Twin brothers Chuck and John Panozzo first got together with their neighbor Dennis DeYoung in 1961 in the Roseland section of the south side of Chicago when Dennis walked by the Panozzo's house and heard John and Chuck rehearsing with another accordion player. Dennis asked John and Chuck to come over to his house to practice and Dennis replaced their accordion player. Over the next several years, Dennis, Chuck and John played weddings, bar mitzvas and the like doing covers of the day eventually taking the band name "The Tradewinds".

Chuck Panozzo left to attend seminary school for a year but returned to the group by 1964. Tom Nardini was brought in to replace Chuck on guitar and Chuck decided to play bass guitar when he returned to the band. John Panozzo was the drummer, and Dennis DeYoung switched from accordion to organ and piano. In 1965, the name "Tradewinds" was changed to TW4 (There Were 4) after another band called The Trade Winds broke through nationally. By 1966, the Panozzo brothers had joined DeYoung at Chicago State College and kept the group together doing gigs at high schools and frat parties while studying to be teachers. In 1969 they added a college buddy, John Curulewski, on guitar after Tom Nardini departed. Looking to expand their musical repetoire, guitarist James "JY" Young brought a Hendrix influenced guitar in 1970 to the band.

In 1972 with the signing to Wooden Nickel Records,the band once again changed their name, this time to Styx after the river in Greek mythology between Earth and the Underworld. When asked why Styx, Dennis DeYoung commented " it was the only one that none of us hated".

Styx recorded four albums with Wooden Nickel: Styx (1972), Styx II (1973), The Serpent Is Rising (1973), and Man of Miracles (1974). These albums contained a mixture of straight-ahead rock with prog-rock flourishes. The albums showcased the diversity of the band's talents but never really caught on with the public at large. However, hardcore fans will point out what you do see is a band discovering who they are as they refined their craft in preparation for the next step in their career. Styx's strength was with their live performances and they capitalized this by playing local clubs and schools as they established a fan base in the Chicago area, but was unable to break into the mainstream. Their break came in the Spring of 1975 when an earlier song, the power ballad "Lady" from Styx II, began to earn some radio time, first on WLS in Chicago and then nationwide nearly two years after the album had been released. "Lady" hit #6 in the U.S., and Styx II went gold soon after.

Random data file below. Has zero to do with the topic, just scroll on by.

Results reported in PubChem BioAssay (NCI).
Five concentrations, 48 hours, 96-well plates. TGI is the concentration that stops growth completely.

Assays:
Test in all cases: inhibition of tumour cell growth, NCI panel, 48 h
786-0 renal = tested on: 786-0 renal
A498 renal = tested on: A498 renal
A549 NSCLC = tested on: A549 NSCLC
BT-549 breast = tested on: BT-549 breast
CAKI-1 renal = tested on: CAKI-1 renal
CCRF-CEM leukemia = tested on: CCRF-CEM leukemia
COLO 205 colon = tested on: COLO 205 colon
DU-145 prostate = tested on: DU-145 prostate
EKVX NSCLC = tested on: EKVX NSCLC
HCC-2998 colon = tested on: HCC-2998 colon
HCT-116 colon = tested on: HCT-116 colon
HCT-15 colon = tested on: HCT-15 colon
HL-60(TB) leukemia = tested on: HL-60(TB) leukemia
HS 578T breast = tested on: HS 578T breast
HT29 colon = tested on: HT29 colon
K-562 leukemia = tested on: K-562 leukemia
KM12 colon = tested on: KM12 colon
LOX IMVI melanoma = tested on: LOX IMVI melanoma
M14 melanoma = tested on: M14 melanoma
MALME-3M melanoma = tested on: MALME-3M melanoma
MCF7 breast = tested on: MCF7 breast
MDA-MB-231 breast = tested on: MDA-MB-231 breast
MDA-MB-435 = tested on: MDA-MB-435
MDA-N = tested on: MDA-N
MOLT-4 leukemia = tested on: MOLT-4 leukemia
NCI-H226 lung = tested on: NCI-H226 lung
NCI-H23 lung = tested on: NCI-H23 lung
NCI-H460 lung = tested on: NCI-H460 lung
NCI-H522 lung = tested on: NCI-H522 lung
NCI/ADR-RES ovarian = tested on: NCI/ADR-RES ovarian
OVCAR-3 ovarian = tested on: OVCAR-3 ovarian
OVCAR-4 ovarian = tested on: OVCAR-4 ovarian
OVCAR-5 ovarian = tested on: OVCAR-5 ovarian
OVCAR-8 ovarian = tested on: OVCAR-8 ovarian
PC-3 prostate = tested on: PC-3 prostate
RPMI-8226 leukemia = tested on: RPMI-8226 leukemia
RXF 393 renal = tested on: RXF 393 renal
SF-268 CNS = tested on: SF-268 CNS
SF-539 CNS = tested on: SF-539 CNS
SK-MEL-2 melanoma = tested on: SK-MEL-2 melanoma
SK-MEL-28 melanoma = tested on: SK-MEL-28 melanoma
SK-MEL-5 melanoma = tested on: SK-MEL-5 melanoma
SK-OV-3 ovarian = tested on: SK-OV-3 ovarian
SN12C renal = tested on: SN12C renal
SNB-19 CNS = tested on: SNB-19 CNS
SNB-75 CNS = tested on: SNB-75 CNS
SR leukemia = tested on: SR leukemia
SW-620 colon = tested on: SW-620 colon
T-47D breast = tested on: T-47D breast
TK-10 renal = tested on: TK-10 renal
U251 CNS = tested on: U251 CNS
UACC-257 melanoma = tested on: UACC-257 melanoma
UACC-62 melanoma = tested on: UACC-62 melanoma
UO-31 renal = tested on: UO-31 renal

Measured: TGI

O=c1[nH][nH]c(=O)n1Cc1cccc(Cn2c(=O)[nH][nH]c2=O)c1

With a hit single under their belt, Styx signed with A&M Records and released Equinox in 1975. With the freedom to write the songs they wanted, they yielded a lesser hit in "Lorelei" reaching #27 in the U.S. More importantly, it contained the rock anthem "Suite Madame Blue", which gained the band considerable recognition and airplay on FM radio in the new Album Oriented Rock (AOR) format. However, following the move to A&M, John Curulewski suddenly decided to leave the band in December 1975 to spend more time with his family just as they were to embark on a nationwide tour in support of the new album. The band's road manger Jim Vose told the band of a guitar player he had heard earlier that he believed would be an appropriate replacement and reached out to Tommy Shaw, with the band's permission, to be Curulewski's replacement. After a brief interview with the band and proving he could hit the high notes in Lady, Tommy officially became a member of Styx.

Crystal Ball (1976) was moderately successful with Shaw's title track, "Mademoiselle" (#36), and DeYoung's "This Old Man".

Styx' seventh Album, The Grand Illusion became Styx' breakthrough album, reaching Triple Platinum certification Released on July 7, 1977 (7/7/77) it spawned a top-ten hit and AOR radio staple in the DeYoung-written "Come Sail Away," (#8) and Shaw's "Fooling Yourself (The Angry Young Man)"(#29). The title track also received significant airplay.

Their 1978 album Pieces of Eight found the group moving in a more straight-ahead pop-rock direction and spawned the singles "Renegade" (#16 in the U.S.) and "Blue Collar Man (Long Nights)" (#21 in the U.S.), plus a minor hit "Sing for the Day" that stopped short of the Top Forty at #41.